October is National Pasta Month. One of Italy’s popular pasta sauces is pesto.
Pesto originated in Genoa, the capital city of the region of Liguria on the northwest coast (and, as Americans know, the birthplace of Christopher Columbus, in 1451).
The original pesto recipe, Pesto Alla Genovese (gen-oh-VAY-say), is a paste (pesto) of olive oil, basil leaves, pine nuts, crushed garlic, coarse salt, and Parmigiano-Reggiano or other grated hard cheese, such as Pecorino Sardo (see it in photo #1).
Pine nuts were a plentiful crop in Liguria and found their way into many recipes, including pasta sauce. Here’s (the history of pesto).
But Pesto Alla Genovese (here’s the recipe) is just a template. You can vary all of the ingredients; and in fact, you’ll get more flavor from other nuts, such as pistachios and walnuts.
If you see ingredients below that call out to you, experiment with small batches of pesto. If you don’t like it on pasta, add mayo, sour cream or yogurt to create a dip or sandwich spread; or use it as a topping for fish, meat and poultry.
You may very well discover a combination that will become your “signature pesto.”
Aged Asiago, aged Cheddar, aged Gouda, aged Manchego, Cotija, Grana Padano, Pecorino Romano.
Arugula, beet greens, broccoli, broccoli rabe, chervil, cilantro, collards, dandelion greens, garlic scapes, kale, mustard greens, parsley, peas, radish tops, ramp tops, scallions, spinach, watercress,
Nuts & Seeds
Almonds, macadamia nuts, peanuts, pecans, pistachios, pumpkin seeds, sesame seeds, sunflower seeds, walnuts.
Thanks to DeLallo for the recipe.
The pasta shape chosen is casarecce (photo #2), a grooved shape that holds more sauce than ribbon pasta like spaghetti and fettuccine.
While it may be harder to find it in your supermarket, it’s worth looking for. You can get it online from DeLallo.
Both parmigiano Reggiano and Pecorino Romano are used in this recipe. Here’s the difference.
The two cheeses have different flavor profiles, which makes the pesto more complex.
Ingredients For 4 Servings
1. BRING a large pot of salted water to a boil. Blanch the trimmed broccoli rabe for about 1 minute until bright green. Drain and transfer to an ice bath to stop the cooking. Drain well, squeezing out as much water as you can.
Note: We blanched the rabe in a mesh strainer and removed the strainer to drain and press out the remaining water. This enables us to use the same pot of water for the pasta.
2. PLACE the blanched broccoli rabe in the bowl of a food processor, along with pistachios, garlic, parmesan and pecorino, salt, vinegar, red pepper flakes and pistachio oil. Pulse until finely chopped.
3. DRIZZLE in the olive oil, a few tablespoons at a time, scraping down the sides of the food processor as you go. Add enough oil to form a thick but creamy paste. Slightly thicker is preferable in this recipe, since you’ll likely be thinning the sauce with pasta water.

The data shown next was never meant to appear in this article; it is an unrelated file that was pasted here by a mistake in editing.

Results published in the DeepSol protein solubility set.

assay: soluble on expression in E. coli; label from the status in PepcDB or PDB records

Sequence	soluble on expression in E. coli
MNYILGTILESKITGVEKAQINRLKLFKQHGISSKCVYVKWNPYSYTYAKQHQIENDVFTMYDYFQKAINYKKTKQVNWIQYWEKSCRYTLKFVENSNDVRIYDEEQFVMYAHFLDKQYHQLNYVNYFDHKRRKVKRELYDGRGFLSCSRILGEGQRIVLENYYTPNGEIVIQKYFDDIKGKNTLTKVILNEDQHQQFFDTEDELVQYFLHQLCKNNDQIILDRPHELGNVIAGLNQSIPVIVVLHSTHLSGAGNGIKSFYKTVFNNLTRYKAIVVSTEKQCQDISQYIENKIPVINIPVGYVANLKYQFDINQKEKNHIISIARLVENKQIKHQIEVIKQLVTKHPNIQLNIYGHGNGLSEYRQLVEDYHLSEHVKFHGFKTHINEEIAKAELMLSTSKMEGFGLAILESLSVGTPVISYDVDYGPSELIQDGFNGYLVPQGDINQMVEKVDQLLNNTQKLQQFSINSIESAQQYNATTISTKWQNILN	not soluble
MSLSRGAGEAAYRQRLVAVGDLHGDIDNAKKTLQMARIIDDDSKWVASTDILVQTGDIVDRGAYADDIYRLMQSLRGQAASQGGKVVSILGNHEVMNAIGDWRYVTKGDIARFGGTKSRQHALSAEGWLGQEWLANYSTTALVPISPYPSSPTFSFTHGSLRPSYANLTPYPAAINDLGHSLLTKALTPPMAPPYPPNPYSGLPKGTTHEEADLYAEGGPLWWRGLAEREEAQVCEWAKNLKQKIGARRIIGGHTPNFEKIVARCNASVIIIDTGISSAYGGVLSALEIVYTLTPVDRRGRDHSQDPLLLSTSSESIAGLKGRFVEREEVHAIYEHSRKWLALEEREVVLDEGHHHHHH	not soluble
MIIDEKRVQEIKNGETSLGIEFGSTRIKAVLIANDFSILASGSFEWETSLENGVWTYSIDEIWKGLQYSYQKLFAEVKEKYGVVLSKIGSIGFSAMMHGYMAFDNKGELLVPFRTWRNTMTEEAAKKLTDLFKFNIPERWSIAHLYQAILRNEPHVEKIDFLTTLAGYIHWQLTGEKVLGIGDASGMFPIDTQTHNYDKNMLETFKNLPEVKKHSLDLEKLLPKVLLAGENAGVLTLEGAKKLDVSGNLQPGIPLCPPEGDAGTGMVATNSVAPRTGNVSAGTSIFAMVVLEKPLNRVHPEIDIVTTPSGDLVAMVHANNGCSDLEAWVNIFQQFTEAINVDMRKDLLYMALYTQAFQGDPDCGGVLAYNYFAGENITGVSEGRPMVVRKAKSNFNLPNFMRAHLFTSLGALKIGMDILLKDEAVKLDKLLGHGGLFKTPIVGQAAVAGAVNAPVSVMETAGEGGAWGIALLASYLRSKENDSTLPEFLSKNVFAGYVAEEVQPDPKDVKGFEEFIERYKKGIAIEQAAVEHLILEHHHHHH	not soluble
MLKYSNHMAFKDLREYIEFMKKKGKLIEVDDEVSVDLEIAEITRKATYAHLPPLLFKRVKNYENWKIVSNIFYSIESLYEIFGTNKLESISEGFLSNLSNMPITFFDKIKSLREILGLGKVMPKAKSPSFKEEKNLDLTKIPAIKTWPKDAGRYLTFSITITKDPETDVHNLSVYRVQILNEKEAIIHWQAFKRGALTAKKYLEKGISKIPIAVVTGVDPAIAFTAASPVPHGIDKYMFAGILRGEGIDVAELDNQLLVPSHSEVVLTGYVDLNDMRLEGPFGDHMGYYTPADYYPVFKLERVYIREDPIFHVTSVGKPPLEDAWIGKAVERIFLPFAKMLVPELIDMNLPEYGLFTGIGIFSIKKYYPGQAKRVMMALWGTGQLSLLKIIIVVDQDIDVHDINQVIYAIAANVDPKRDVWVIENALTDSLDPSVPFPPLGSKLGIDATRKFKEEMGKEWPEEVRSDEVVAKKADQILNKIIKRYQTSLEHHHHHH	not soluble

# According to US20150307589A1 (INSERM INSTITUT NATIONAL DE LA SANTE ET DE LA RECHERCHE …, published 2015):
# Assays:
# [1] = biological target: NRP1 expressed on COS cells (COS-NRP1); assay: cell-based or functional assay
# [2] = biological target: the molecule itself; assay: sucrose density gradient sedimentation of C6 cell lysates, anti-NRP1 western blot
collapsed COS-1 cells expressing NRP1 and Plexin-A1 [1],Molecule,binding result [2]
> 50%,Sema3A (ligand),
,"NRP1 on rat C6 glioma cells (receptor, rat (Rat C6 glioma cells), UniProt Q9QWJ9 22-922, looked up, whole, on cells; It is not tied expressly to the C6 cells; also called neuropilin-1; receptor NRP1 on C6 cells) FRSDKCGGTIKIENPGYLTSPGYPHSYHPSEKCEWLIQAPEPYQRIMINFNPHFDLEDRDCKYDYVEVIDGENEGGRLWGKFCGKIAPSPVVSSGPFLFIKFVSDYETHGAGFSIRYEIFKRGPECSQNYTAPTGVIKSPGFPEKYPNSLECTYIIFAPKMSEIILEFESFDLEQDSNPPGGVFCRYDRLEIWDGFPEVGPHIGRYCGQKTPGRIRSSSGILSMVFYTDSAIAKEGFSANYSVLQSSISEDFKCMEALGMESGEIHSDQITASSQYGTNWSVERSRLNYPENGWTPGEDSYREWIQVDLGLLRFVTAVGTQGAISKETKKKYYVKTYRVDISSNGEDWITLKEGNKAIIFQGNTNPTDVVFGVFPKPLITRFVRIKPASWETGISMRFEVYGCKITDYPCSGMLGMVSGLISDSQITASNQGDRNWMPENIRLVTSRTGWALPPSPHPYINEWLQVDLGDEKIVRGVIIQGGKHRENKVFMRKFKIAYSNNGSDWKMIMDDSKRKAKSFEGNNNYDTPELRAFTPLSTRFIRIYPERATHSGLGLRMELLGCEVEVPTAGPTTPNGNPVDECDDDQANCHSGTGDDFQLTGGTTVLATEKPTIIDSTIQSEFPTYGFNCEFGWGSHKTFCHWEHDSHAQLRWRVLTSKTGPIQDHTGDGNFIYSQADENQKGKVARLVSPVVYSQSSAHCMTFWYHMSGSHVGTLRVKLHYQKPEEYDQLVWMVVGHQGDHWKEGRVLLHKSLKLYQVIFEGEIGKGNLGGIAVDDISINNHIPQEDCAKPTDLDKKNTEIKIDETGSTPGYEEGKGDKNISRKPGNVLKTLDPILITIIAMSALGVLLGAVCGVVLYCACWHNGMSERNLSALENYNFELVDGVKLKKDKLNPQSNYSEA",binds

4. TASTE and add additional salt and/or pepper flakes as desired.
5. BRING the pot of water to a boil. Add the pasta and cook according to package instructions until al dente. Set aside 1 cup of pasta water, then drain the pasta well and place it in an empty saucepan.
6. ADD the pesto and toss until evenly coated. Divide among serving bowls.
7. GARNISH with a few chunks of fresh burrata, microgreens and additional grated cheese, as desired. Because the stracciatella inside the ball of burrata will ooze out, don’t slice the burrata until you’re ready to serve it.
WHAT ARE CASARECCE?
There are more than 360 pasta shapes in Italy. Each region developed its own varieties.
Casarecce (kah-zah-REH-chay, from casereccio, which means “homemade”) is a shape that originated in Sicily. It comprises short twists of pasta, which, with its curled edges and a groove down the middle, appear to be rolled up on themselves.
We turned to Jacqui Debono for more information on this shape.
Jacqui, from England now living in Veneto, Italy, is a pasta expert whose writing is so well researched: We’re a big fan.
Her goal is to try every single type of pasta available in Italy, cook it and write about it. She shows that there is life for American pasta lovers, beyond fusilli and rigatoni.
She shares here knowledge on The Pasta Project, a wonderful website.
“[Casarecce] look a bit like little rolled-up scrolls” says Jacqui.
Before the advent of bronze dies to extrude the shapes, casarecce were made by rolling small rectangles of dough around a thin wooden pin or metal rod.
Italians who make this shape at home still use these rods. However, commercially-produced casarecce is made using either a bronze die for artisan production, or a nylon die for mass production.
Bronze dies produce superior pasta because the pasta has a rougher surface to which sauces better adhere. Because they’re costlier and wear down faster, large operations use nylon dies.
Italy’s many pasta shapes were largely developed to pair with the sauces of the region (or vice versa).
Thus, casarecce from Sicily (and very popular elsewhere in Southern Italy), pair best with traditional Southern Italian sauces that include eggplant, tomatoes, cheese and basil.
It is often served with the local seafood, including amberjack, bluefin tuna and swordfish.
In Sicily, casarecce is also often served with:
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